The Structure And Functions Of The International Monetary Fund (IMF) And The Role Of SDR In The International Financial/Currency Market
The Board of Governors is the highest decision-making body of the IMF. It
consists of one governor and one alternate governor for each member country. The
governor is appointed by the member country and is usually the minister of
finance or the head of the central bank.
The International Monetary Fund (IMF) was established at a United Nations
Monetary and Financial Conference, also known as Bretton Woods Conference, on 22
July 1944 as an organ under the UN System. The IMF headquarters is located in
Washington D.C., U.S.A.
Under its Articles of Agreement (http://www.imf.org/external/pubs/ft/aa/index.htm),
the IMF is responsible for promoting international monetary cooperation;
facilitating the expansion and balanced growth of international trade; promoting
exchange stability; assisting in the establishment of a multilateral system of
payments; and providing resources available to members experiencing balance of
The IMF employs three main functions - surveillance, financial assistance, and
technical assistance – to promote the stability of the international monetary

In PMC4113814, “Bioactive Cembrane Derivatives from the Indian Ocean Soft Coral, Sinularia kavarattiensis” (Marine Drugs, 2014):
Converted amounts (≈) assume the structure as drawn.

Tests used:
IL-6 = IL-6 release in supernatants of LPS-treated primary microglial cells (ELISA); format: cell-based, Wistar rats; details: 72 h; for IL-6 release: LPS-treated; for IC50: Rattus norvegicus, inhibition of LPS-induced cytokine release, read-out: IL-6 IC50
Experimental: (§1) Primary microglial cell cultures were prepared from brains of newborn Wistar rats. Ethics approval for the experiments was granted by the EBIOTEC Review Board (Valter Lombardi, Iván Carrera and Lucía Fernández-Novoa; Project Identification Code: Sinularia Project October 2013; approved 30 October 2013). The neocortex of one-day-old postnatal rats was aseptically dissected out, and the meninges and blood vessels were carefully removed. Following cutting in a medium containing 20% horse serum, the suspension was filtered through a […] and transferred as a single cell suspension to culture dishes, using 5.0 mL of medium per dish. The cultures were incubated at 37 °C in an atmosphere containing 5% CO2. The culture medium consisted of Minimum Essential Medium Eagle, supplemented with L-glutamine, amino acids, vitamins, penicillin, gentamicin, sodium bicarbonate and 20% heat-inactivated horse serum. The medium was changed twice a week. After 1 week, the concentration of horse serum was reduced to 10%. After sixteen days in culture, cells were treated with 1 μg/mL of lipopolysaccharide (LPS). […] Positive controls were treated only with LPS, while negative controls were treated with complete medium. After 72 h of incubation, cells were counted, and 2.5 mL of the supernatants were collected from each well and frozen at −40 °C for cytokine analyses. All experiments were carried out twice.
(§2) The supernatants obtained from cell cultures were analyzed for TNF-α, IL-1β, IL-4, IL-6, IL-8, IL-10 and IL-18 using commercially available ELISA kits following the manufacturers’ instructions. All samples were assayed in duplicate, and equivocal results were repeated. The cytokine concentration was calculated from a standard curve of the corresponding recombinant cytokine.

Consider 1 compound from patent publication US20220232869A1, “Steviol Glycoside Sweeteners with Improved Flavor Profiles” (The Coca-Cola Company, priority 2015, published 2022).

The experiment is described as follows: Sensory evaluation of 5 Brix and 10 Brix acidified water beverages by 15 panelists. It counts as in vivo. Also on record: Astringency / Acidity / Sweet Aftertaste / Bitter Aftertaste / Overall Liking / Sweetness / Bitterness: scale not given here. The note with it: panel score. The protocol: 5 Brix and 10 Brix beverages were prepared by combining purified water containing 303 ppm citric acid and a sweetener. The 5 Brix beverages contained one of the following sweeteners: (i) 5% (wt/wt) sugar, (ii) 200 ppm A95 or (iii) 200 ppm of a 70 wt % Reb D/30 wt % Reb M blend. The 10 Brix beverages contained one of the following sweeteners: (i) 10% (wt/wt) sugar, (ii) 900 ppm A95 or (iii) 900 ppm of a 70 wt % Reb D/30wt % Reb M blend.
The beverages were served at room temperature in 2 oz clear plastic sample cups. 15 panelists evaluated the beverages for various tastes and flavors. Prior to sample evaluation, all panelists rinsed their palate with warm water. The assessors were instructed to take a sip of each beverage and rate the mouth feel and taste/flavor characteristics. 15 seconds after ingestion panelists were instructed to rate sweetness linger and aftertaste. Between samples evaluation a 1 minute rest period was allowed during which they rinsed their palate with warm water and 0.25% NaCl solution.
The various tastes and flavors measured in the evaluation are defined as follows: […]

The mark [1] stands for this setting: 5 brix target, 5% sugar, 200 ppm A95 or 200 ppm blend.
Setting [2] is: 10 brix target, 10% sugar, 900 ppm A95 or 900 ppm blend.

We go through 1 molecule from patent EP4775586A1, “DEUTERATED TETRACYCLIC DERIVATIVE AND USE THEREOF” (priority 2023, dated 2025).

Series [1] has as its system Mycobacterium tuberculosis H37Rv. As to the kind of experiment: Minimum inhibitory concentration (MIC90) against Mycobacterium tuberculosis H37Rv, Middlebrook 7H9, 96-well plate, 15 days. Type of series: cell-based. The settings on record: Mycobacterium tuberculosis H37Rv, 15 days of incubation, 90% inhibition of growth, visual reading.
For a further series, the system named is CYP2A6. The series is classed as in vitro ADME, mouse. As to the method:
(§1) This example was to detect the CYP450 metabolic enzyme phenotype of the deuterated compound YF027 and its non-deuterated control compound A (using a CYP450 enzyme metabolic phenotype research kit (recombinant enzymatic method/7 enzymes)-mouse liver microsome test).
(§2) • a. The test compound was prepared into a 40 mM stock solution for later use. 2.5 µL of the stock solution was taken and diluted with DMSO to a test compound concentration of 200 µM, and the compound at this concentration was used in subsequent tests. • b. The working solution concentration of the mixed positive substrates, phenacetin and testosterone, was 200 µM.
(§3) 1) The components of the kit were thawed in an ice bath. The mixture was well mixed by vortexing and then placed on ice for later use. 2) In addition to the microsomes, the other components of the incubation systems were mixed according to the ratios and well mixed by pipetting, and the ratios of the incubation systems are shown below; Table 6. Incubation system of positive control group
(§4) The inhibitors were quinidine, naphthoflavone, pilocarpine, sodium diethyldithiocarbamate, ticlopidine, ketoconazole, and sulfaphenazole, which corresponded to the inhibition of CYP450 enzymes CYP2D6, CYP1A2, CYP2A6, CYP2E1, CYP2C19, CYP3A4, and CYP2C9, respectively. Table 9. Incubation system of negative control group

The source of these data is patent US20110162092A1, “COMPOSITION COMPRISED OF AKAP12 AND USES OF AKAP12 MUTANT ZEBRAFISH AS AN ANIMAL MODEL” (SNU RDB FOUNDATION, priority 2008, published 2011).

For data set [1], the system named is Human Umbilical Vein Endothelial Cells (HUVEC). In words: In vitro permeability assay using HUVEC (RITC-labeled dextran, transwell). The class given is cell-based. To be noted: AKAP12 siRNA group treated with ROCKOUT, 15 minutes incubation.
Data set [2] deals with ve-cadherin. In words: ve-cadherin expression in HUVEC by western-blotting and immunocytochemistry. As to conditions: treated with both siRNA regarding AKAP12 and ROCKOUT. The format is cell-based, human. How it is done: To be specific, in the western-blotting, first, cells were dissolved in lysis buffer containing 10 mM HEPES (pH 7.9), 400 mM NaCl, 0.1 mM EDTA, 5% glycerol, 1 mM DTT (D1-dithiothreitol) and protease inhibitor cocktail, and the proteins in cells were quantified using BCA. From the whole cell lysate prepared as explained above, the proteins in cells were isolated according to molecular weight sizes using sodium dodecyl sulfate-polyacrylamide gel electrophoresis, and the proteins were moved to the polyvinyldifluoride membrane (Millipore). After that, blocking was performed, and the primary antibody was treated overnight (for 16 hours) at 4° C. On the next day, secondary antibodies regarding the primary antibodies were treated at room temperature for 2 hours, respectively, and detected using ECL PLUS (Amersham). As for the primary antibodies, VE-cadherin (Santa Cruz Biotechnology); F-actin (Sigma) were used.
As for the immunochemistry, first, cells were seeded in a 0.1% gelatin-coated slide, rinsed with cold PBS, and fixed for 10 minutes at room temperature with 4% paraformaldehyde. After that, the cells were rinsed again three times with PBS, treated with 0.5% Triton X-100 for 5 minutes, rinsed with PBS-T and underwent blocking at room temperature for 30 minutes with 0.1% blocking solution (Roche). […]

and financial system.
The IMF closely monitors each member country's economic and financial
developments and regularly holds a policy dialogue with a member country (also
known as Article IV Consultation), usually once each year, to assess its
economic conditions and provide policy recommendations.
The IMF also reviews global and regional developments and outlooks based on
information from individual consultations. The IMF semi-annually publishes such
assessments on multilateral surveillance through the World Economic Outlook and
the Global Financial Stability Report.
The IMF lends to its member countries facing balance of payments problems in
order to facilitate the adjustment process and restore member countries'
economic growth and stability through various loan instruments or "facilities".
An IMF loan is usually provided under an "arrangement," requiring a borrowing
country to undertake the specific policies and measures to resolve its balance
of payments problem as specified in a "Letter of Intent." Its member countries
primarily finance most IMF loans through payments of quotas.
Thus, the IMF's lending capacity is mainly determined by the total amount of
quotas. Nevertheless, if necessary, the IMF may borrow from a number of its
financially most robust member countries through the New Arrangements to Borrow
(NAB) or the General Arrangements to Borrow (GAB) (http://www.imf.org/external/np/exr/facts/gabnab.htm)
to supplement the resources from its quotas.
The IMF provides technical assistance to help member countries strengthen their
capacity to design and implement effective policies in four areas, namely, 1)
monetary and financial policies, 2) fiscal policy and management, 3) statistics